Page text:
Money and Personal Finance Tips
Simple way to build credit
Using a credit card responsibly over time can improve credit. But if you have bad credit or no credit history, you can’t get a card. Enter the secured credit card. With a secured card, you make a deposit to the credit card company and that deposit becomes your credit line. Then, you can use the card to buy an item every month and then pay off the item each month. This way, you build a history of paying for what you buy. That’s good credit. In some cases, credit card companies will eventually upgrade a secured card to an unsecured card.
Secured cards are different from pre-paid debit cards. Debit cards are not reported to the credit bureaus, so they do nothing for your credit.
Sears warranties still valid
Now that Sears has officially entered bankruptcy court, consumers that purchased the company’s Kenmore brand of appliances in recent years are left wondering if their warranties will be lost, according to CNBC. Fortunately, in an official statement, representatives have said that all guarantees, warranties, and protection agreements will be honored as usual and their PartsDirect site is still open for business. In fact, when major companies go out of business, consumer warranties aren’t usually impacted because most states mandate they be backed by outside insurance companies so that some amount of coverage can be guaranteed.
Easy trick to limit shopping
According to Consumer Reports, using credit cards will increase the amount of money you spend on a purchase because it makes the purchase less painful and speeds up the shopping process.
One way to slow things down is to create a buffer between the buying impulse and the checkout button. You can do this by simply removing saved credit card information from web browsers and online stores such as Amazon, according to The Simple Dollar. Actually having to take the card out of a wallet and type the information creates a powerful disincentive to purchase.
4 tips for tidying your home
Have you carefully sorted your belongings down to the essentials, but your home is still a mess? Don’t worry! Here are a few tips to help you tidy up.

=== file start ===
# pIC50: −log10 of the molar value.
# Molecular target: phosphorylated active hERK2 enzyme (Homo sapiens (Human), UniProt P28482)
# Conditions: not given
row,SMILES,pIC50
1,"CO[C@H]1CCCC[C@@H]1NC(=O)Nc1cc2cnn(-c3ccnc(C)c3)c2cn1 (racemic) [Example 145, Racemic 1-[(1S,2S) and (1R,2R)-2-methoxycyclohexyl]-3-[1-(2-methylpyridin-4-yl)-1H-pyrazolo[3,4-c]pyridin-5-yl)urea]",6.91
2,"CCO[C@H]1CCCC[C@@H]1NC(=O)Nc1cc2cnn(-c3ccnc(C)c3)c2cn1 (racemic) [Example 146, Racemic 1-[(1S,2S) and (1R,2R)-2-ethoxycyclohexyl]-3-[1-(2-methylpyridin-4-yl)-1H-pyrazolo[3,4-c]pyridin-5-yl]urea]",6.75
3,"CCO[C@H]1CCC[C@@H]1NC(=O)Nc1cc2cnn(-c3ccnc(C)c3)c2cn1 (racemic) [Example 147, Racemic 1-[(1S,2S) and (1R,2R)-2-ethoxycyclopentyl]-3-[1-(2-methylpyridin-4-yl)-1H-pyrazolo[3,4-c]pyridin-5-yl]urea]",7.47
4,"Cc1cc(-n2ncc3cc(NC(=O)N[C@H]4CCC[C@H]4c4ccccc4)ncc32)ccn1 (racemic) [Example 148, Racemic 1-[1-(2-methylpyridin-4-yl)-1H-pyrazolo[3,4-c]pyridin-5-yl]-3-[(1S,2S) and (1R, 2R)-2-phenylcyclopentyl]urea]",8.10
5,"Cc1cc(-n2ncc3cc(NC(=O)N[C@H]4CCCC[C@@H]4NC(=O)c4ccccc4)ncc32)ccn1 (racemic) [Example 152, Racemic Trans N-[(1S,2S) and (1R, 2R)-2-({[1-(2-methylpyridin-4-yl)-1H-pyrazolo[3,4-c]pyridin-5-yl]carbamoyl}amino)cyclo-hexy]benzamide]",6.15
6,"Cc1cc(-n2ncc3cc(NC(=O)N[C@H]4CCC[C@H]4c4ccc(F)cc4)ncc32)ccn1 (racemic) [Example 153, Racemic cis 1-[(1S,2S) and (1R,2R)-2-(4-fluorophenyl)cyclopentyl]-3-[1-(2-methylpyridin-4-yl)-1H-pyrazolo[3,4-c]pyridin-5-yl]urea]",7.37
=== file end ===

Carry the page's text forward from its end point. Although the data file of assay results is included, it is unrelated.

1. Take advantage of space. Go around your home and look for unused spaces underneath staircases and beds, over cupboards, and behind doors. Make the most of this space with hooks, shelves, and storage bins.
2. Store seasonal items. For instance, put your camping gear and Christmas decorations in marked bins or bags and store them in your basement or shed. Make sure these items are easily accessible when you need them.
3. Keep frequently used items at hand. It doesn’t make sense to stow away items you use several times a day or week. Instead, place them within easy reach or on attractive displays. Keep rarely used products out of sight un¬less they’re particularly decorative.
4. Invest in multifunctional furniture. Convertible furniture, multi-purpose shelving, and storage benches or ottomans are perfect for stowing away things in style. Visit your local stores to explore your options.
Consult a specialist in your area for personalized advice on organizing your home.
Looking for great deals on great stuff? Try estate sales
If you’re an antique lover, a bargain hunter looking to upgrade your home, or just interested in unique finds, an estate sale might be a great way to spend a Saturday.
For the uninitiated, an estate sale is the sale or auction of the contents of a house — usually to liquidate the belongings of a recently deceased person. Just about everything is for sale — furnishings, home decor, appliances, artwork, and more.
- To find nearby estate sales, visit online estate sales like estatesales.net, check websites for estate sale companies to see if they advertise any upcoming events, and check the local newspaper. Word of mouth might also help you find great estate sales, too.
- Before you go, think about what your house can reasonably fit — if you’re in the market for a new-to-you washing machine, you’ll be pretty annoyed if you bring an estate sale bargain home to find out that it doesn’t fit.
- Estate sales are competitive, so arrive early to get in line and make sure you have the first pick of the best items. It also might pay to be around at the end of the day, when liquidators often bundle items together at deep discounts for quick sales.
- If you’re in the market for antiques, make sure you can tell a real item from a fake one — you’ll be disappointed if you get home and realize that you overpaid for a fake.
- Test all electronics before you buy them. There are no refunds in estate sales, so that broken-down stand mixer will be yours forever.
- Make sure you bring multiple payment methods. Family-run sales may be cash-only, while professional estate sale companies can usually take cards.
- Bring a car that’s big enough to take your new treasures home — estate sales don’t offer delivery.